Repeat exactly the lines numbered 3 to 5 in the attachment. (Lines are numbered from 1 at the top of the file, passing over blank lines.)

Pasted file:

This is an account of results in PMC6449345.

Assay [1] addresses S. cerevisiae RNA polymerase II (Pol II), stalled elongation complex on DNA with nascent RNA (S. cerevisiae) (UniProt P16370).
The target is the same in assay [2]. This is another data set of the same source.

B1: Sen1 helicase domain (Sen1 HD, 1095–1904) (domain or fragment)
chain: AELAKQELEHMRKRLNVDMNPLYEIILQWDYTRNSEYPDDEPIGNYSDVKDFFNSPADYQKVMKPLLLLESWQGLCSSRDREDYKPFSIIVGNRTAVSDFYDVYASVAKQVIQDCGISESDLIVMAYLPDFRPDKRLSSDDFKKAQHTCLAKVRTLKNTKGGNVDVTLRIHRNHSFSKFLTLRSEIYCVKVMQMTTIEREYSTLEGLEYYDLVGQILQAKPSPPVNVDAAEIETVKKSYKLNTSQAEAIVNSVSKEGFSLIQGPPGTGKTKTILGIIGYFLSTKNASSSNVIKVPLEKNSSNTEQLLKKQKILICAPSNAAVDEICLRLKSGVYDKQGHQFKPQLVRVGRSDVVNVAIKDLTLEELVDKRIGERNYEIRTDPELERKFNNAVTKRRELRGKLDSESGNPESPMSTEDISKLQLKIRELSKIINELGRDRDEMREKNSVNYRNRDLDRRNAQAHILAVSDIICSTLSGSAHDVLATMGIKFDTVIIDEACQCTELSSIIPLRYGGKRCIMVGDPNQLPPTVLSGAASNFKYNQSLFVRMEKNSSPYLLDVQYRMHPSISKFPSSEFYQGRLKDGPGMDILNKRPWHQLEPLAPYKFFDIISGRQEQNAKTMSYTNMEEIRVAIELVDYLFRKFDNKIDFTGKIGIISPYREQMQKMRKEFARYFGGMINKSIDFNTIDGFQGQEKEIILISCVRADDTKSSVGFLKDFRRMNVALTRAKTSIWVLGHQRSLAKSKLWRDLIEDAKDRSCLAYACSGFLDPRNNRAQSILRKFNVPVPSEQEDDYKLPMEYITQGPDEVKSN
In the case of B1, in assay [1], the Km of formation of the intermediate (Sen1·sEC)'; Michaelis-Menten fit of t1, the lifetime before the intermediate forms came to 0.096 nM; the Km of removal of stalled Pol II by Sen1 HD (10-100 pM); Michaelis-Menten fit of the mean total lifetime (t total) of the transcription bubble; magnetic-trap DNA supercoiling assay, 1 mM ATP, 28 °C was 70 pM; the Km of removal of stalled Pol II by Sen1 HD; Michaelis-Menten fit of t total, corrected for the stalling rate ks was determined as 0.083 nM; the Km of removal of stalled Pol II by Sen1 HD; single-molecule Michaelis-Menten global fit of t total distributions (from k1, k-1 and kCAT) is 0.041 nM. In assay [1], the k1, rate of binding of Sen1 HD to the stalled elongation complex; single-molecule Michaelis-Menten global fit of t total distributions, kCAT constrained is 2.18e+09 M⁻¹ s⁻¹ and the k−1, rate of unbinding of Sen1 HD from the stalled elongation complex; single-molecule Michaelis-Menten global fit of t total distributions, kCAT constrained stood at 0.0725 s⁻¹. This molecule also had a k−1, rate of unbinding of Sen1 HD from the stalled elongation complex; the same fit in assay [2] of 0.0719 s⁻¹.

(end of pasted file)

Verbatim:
The target is the same in assay [2]. This is another data set of the same source.

B1: Sen1 helicase domain (Sen1 HD, 1095–1904) (domain or fragment)
chain: AELAKQELEHMRKRLNVDMNPLYEIILQWDYTRNSEYPDDEPIGNYSDVKDFFNSPADYQKVMKPLLLLESWQGLCSSRDREDYKPFSIIVGNRTAVSDFYDVYASVAKQVIQDCGISESDLIVMAYLPDFRPDKRLSSDDFKKAQHTCLAKVRTLKNTKGGNVDVTLRIHRNHSFSKFLTLRSEIYCVKVMQMTTIEREYSTLEGLEYYDLVGQILQAKPSPPVNVDAAEIETVKKSYKLNTSQAEAIVNSVSKEGFSLIQGPPGTGKTKTILGIIGYFLSTKNASSSNVIKVPLEKNSSNTEQLLKKQKILICAPSNAAVDEICLRLKSGVYDKQGHQFKPQLVRVGRSDVVNVAIKDLTLEELVDKRIGERNYEIRTDPELERKFNNAVTKRRELRGKLDSESGNPESPMSTEDISKLQLKIRELSKIINELGRDRDEMREKNSVNYRNRDLDRRNAQAHILAVSDIICSTLSGSAHDVLATMGIKFDTVIIDEACQCTELSSIIPLRYGGKRCIMVGDPNQLPPTVLSGAASNFKYNQSLFVRMEKNSSPYLLDVQYRMHPSISKFPSSEFYQGRLKDGPGMDILNKRPWHQLEPLAPYKFFDIISGRQEQNAKTMSYTNMEEIRVAIELVDYLFRKFDNKIDFTGKIGIISPYREQMQKMRKEFARYFGGMINKSIDFNTIDGFQGQEKEIILISCVRADDTKSSVGFLKDFRRMNVALTRAKTSIWVLGHQRSLAKSKLWRDLIEDAKDRSCLAYACSGFLDPRNNRAQSILRKFNVPVPSEQEDDYKLPMEYITQGPDEVKSN